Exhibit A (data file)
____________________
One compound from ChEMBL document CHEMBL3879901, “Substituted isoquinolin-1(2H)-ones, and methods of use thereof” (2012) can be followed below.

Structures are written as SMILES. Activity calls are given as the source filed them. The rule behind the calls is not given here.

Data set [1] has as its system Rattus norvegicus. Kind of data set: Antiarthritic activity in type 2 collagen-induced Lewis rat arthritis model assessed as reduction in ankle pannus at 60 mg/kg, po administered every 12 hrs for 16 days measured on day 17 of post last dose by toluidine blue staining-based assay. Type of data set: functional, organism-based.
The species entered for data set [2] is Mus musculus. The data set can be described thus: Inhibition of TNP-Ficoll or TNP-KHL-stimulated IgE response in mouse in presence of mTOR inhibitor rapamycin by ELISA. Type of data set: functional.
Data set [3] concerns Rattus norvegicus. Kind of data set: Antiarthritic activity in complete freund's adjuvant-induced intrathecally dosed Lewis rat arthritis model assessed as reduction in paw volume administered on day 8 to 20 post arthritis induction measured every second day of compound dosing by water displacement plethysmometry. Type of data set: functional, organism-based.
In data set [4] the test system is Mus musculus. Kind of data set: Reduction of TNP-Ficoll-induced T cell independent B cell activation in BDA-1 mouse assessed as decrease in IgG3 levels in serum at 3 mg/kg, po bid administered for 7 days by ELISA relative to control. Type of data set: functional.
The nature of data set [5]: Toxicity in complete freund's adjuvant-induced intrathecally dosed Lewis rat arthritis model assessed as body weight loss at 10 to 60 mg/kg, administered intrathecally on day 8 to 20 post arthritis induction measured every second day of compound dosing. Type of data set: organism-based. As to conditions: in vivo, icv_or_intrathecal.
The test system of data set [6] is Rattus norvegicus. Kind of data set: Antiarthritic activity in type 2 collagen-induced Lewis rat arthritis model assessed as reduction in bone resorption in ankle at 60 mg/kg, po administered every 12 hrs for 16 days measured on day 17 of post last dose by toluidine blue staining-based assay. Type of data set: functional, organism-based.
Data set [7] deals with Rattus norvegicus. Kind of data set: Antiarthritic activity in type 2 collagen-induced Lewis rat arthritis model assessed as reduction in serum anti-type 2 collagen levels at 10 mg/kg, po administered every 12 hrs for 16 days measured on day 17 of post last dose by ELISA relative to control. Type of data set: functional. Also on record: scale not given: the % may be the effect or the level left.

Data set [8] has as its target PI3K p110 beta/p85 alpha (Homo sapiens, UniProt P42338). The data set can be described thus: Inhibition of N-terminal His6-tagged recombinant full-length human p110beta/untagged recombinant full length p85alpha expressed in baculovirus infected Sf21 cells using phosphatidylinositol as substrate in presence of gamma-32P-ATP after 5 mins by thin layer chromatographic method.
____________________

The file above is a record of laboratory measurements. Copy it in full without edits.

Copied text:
One compound from ChEMBL document CHEMBL3879901, “Substituted isoquinolin-1(2H)-ones, and methods of use thereof” (2012) can be followed below.

Structures are written as SMILES. Activity calls are given as the source filed them. The rule behind the calls is not given here.

Data set [1] has as its system Rattus norvegicus. Kind of data set: Antiarthritic activity in type 2 collagen-induced Lewis rat arthritis model assessed as reduction in ankle pannus at 60 mg/kg, po administered every 12 hrs for 16 days measured on day 17 of post last dose by toluidine blue staining-based assay. Type of data set: functional, organism-based.
The species entered for data set [2] is Mus musculus. The data set can be described thus: Inhibition of TNP-Ficoll or TNP-KHL-stimulated IgE response in mouse in presence of mTOR inhibitor rapamycin by ELISA. Type of data set: functional.
Data set [3] concerns Rattus norvegicus. Kind of data set: Antiarthritic activity in complete freund's adjuvant-induced intrathecally dosed Lewis rat arthritis model assessed as reduction in paw volume administered on day 8 to 20 post arthritis induction measured every second day of compound dosing by water displacement plethysmometry. Type of data set: functional, organism-based.
In data set [4] the test system is Mus musculus. Kind of data set: Reduction of TNP-Ficoll-induced T cell independent B cell activation in BDA-1 mouse assessed as decrease in IgG3 levels in serum at 3 mg/kg, po bid administered for 7 days by ELISA relative to control. Type of data set: functional.
The nature of data set [5]: Toxicity in complete freund's adjuvant-induced intrathecally dosed Lewis rat arthritis model assessed as body weight loss at 10 to 60 mg/kg, administered intrathecally on day 8 to 20 post arthritis induction measured every second day of compound dosing. Type of data set: organism-based. As to conditions: in vivo, icv_or_intrathecal.
The test system of data set [6] is Rattus norvegicus. Kind of data set: Antiarthritic activity in type 2 collagen-induced Lewis rat arthritis model assessed as reduction in bone resorption in ankle at 60 mg/kg, po administered every 12 hrs for 16 days measured on day 17 of post last dose by toluidine blue staining-based assay. Type of data set: functional, organism-based.
Data set [7] deals with Rattus norvegicus. Kind of data set: Antiarthritic activity in type 2 collagen-induced Lewis rat arthritis model assessed as reduction in serum anti-type 2 collagen levels at 10 mg/kg, po administered every 12 hrs for 16 days measured on day 17 of post last dose by ELISA relative to control. Type of data set: functional. Also on record: scale not given: the % may be the effect or the level left.

Data set [8] has as its target PI3K p110 beta/p85 alpha (Homo sapiens, UniProt P42338). The data set can be described thus: Inhibition of N-terminal His6-tagged recombinant full-length human p110beta/untagged recombinant full length p85alpha expressed in baculovirus infected Sf21 cells using phosphatidylinositol as substrate in presence of gamma-32P-ATP after 5 mins by thin layer chromatographic method.